We sort of hurried along upstairs, to the between floor, niveau 5, before we were fully done in by the amount of art, with its huge level of human interest, its drama, in its excitement further exacerbated by rubbing against curatorial critical organs. Like Simone de Beauvoir’s Second Sex quoted in doorways. Always of interest. But not necessarily of value. Does a woman have to be naked to get into a major gallery? If you believe the work here, she needs not only to be naked but self-abusing as well.

Here were the works we knew only from reproductions in books. Francis Bacon. Alberto Giacometti. Balthus. The surprises: Giacometti’s Figurine dans une boite entre deux maisons, 1950, a work I’d not seen before; the vibrancy of Giacometti’s drawings, to which no reproductions I’ve seen do justice; the mordancy of the Bacons, mortified surfaces, suspended, colour the chief vector of vivacity, stuffed peacocks; the development in the Balthuses, from flat painted surfaces to a surface so worked as to have a strange sort of organic depth, like mouldy cheese. A softness, tumescent, to the paint. So: in Giacometti vivacity, in Bacon vivisection, in Balthus decomposition as maturation.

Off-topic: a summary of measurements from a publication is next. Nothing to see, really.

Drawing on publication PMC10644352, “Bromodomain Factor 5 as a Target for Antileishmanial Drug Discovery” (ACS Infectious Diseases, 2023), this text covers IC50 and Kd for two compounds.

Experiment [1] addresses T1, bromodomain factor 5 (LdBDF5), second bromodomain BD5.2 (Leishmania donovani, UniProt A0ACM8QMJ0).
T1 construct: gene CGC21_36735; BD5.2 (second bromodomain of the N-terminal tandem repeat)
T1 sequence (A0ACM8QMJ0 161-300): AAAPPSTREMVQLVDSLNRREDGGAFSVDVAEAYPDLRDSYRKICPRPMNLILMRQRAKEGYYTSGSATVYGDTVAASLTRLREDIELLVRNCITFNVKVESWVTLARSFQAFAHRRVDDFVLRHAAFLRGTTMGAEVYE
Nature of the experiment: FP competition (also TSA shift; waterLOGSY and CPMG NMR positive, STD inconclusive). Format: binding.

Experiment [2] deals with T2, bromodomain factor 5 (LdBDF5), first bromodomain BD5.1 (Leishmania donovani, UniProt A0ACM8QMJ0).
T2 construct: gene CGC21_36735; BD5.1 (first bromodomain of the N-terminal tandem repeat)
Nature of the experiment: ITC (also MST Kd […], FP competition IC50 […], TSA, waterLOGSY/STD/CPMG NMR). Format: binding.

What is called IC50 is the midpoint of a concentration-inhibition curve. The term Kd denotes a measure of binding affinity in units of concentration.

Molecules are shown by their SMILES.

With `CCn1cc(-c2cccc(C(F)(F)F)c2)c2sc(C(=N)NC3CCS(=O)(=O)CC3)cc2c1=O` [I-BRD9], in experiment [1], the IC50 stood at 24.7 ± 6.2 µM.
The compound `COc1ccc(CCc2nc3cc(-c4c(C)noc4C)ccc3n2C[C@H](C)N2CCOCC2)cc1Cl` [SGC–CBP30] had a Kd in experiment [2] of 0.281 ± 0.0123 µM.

Max Ernst was also featured here. But something – despite the surfaces being so attractive – stops me from getting too excited about this work. I think it is that its qualities can too easily be summoned to mind without the material support or reminder. For the three artists I mention, absence is a problem: what it is exactly about their works in their material presence that is so compelling as to be sublime, auratic, seems to want to evade abstraction, remain immemorial. As the work itself in precisely the sort of presence that is a memory stands as memorial to both its own irreducibility and that of an affect.